Real estate economics

Passive-aggressive income

January 24, 2022 — August 6, 2023

Figure 1

After much investigating housing markets in Australia, I wrote a post, the property market is pollution, to summarise my feeling about the real estate trap.

I have convinced myself that the real estate market as it is, is a huge problem. I believe that by incentivising people to invest their effort in owning land and then cahrging for its use, we are slowing everything else down. Just when the world needs dynamism and innovation we are making it harder to start new things, by driving up the costs of living, by reducing the access to space. The resemblance of this system to feudalism is troubling.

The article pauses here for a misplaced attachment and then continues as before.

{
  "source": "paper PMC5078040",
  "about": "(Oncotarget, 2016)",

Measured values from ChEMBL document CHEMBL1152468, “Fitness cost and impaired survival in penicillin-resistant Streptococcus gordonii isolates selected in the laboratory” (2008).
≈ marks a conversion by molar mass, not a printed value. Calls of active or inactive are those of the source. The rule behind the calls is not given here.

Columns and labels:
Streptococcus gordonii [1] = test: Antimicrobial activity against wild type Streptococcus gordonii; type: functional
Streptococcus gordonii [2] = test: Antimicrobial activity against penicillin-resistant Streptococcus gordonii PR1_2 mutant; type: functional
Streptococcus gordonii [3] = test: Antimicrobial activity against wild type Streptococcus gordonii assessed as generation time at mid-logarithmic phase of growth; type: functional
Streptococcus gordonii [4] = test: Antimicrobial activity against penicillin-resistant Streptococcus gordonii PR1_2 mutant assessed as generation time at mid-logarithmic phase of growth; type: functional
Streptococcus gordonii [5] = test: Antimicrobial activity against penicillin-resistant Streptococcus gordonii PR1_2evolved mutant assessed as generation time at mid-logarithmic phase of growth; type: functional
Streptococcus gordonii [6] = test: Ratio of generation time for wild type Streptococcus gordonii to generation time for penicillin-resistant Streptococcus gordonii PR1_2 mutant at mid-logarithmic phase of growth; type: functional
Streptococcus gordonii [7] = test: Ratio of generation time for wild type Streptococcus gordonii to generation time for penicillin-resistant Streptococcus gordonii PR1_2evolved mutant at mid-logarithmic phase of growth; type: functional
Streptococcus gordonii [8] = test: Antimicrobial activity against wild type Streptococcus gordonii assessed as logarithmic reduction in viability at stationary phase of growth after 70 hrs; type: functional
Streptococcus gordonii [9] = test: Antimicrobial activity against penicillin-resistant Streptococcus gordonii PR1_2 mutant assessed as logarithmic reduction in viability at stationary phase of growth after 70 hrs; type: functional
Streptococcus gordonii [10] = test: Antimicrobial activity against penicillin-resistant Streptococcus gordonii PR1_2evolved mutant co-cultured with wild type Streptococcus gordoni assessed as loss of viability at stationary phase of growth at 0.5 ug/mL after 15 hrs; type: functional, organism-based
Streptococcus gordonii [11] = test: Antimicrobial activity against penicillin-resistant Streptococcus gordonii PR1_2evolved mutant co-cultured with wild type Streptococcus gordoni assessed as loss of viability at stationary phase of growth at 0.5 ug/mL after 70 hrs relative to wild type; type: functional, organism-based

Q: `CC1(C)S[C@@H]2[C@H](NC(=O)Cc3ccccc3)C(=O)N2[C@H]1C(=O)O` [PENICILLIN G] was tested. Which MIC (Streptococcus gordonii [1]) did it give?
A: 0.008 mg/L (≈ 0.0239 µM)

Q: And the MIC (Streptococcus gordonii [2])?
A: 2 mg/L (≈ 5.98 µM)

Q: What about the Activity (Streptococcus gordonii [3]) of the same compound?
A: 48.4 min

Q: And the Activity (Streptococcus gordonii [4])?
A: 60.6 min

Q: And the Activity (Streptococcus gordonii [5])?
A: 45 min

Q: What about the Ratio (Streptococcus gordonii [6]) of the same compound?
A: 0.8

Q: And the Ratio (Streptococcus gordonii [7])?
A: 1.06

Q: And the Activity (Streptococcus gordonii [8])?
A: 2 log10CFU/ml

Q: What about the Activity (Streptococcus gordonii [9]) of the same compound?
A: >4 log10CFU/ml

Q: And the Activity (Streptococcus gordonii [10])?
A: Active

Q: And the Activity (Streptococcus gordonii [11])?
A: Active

Ongoing notes in the theme of real estate over-investment considered harmful, a.k.a. Boomer bitcoin.

Figure 2

1 General

2 Georgism

In 1879, George published a book titled Progress and Poverty, in which he built on the work of earlier liberals to argue that the Earth and its natural resources belong to mankind in common. Simply put, George believed that people own what they create with their labor. Because no-one created the land, the land belongs to everyone in common. But the absolute necessity of land for human life, both to live and to work, allows landowners to extract immense amounts of wealth from workers and business owners by charging for access. This activity incentivizes speculation, prices people out of their homes, makes it more difficult to operate a business, and creates decaying cities and urban sprawl. When land is monopolized in this way, the rents it produces enrich the landowners at the expense of society and cause seemingly intractable poverty.

3 NIMBYism